While Alonzo searches the house and Jake attempts to keep the woman calm, it becomes apparent that the woman has dealt with the police before. She quickly grows suspicious that the search warrant is fake (it turns out to be a menu from a Chinese restaurant), and she also deduces that Jake is a rookie (the film is called Training Day because it is Jake’s first day on the job). When the woman realizes that Alonzo is stealing from her, she stands up and dares Jake to shoot her in front of the child. Jake, a young white man torn between getting the job he wants and doing the right thing, is clearly not prepared for that reaction.

Before Jake has to make the decision to assert force, Alonzo guiltily says that there was nothing found in the search, and that they are leaving. The woman, who at this point knows that Alonzo stole from her, follows the officers out of the house and calls on the hardened-looking, armed, shirtless men shown in the opening part of the scene to “blast” the officers. A full-blown shootout between Alonzo and the gang occurs but the two officers escape with only a couple of bullet holes in their car.

The viewer of this scene sympathizes with the woman who was robbed by Alonzo, as well as with the young child caught up in the literal and metaphorical crossfire between the community he is growing up in and the police. Some viewers might recognize that the scene depicts a place in which the people inhabiting it must protect themselves from the corrupt legal system as much as they must protect themselves from rival gangs. Other viewers might pick up on the fact that the young boy does not live with his parents, who could be dead, in jail, or simply absent. The feeling of conflict associated with viewing the potentially stereotypical gang shootout, and the relatively underrepresented act of police misconduct is all that the film directly evokes. However, as Crang (2005) suggests, a deeper look needs to be taken at what makes a scene like that an accurate, or inaccurate, representation of culture and place.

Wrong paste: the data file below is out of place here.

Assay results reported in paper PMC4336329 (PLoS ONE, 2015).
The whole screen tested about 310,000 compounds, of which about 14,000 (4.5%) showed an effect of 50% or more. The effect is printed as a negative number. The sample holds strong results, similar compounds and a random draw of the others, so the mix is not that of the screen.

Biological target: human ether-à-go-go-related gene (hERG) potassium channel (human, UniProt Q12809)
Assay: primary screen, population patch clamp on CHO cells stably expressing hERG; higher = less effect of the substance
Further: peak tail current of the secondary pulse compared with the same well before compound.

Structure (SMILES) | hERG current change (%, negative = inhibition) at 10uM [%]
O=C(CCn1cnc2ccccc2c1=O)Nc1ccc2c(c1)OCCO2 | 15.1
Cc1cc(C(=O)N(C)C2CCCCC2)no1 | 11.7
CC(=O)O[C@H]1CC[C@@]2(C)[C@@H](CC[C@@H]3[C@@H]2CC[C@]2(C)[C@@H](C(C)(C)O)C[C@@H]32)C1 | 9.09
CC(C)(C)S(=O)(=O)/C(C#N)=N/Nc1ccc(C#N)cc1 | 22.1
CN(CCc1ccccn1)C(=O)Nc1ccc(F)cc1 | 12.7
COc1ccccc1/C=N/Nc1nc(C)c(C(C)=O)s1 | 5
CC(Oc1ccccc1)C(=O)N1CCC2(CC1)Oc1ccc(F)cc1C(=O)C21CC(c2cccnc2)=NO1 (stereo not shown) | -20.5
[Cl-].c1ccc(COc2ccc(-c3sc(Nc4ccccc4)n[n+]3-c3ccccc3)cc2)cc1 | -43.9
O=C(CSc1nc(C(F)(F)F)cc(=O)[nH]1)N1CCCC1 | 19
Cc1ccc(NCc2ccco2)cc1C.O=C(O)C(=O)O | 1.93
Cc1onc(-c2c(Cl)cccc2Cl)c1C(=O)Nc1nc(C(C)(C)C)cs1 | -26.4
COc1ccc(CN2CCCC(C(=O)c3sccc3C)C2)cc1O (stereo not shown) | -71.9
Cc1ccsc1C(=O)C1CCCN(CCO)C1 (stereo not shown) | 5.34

Rather than accepting the relationship between culture and place represented in the above scene from Training Day at face value, recognition of the role of subjectivity here is imperative. Nealon and Giroux (2012) write that “the ‘subject,’ unlike the self, is always understood in reference to preexisting social conditions and categories” (p. 37). Seeing the gang members, the aunt, and the child as subjected to certain forces, namely racial inequality and the complex set of circumstances that follows it, is important if the viewer of Training Day is to grasp the full gravity of what is being represented. Examining the things people are subjected to helps avoid dangerous viewpoint predicated solely upon the logically invalid conception of the “self.”  Nealon and Giroux (2012) explain that “the self…is and always will be a subject” (p. 39). Any aspect of a person, a place, or a culture can be shown to have arisen from some combination of forces not explicitly controlled by that person, place, or culture, so the concept of the “self” is inherently flawed.

In the context of the scene being examined from Training Day, this entails viewing the low-income, gang-associated, violent neighborhood visited by Jake and Alonzo as having arisen due to forces beyond the control of the individuals residing in it. This method of consuming the representation is the only responsible one, although it is an endeavor that requires much more effort than simply, but erroneously, conceding the predicament of poverty, crime, and undue police presence to inherent cultural values borne out of the desires of a multitude of black “selves.”

A full-fledged undertaking of the past and current state of race relations in the United States is not the primary purpose of this paper, but some basic facts and ideas will help to illuminate some of the forces at play in neighborhoods like the one represented in Training Day. According to historian Howard Zinn (2012), the existence of such places began with slavery, which established “the inferior position of blacks in America for the next 350 years—that combination of inferior status and derogatory thought we call racism” (p. 9). This might seem an extreme explanation, but “the point is that the elements of this web are historical, not ‘natural’” (Zinn, 2012, p. 17).  Zinn’s (2012) use of the word “natural” evokes a similar and equally problematic meaning as Nealon and Giroux’s (2012) use of the word “self.” Slavery, and its ensuing, ever-present consequences is but one of many forces that have historically contributed to the oppression of black lives in the United States. Discussing its role, however, points the viewer of representations of the oppressed black community towards an understanding of how culture and place are not spontaneously erected, as the terms “self” and “natural” imply. Poverty is not the “natural” status of black people in the United States. Neither is criminality, violence, nor familiarity with questionable police tactics. Anyone mildly intelligent could deduce that given some knowledge of history and biology (skin color is the only biological difference between members of different “races”), but it seems that many people do not.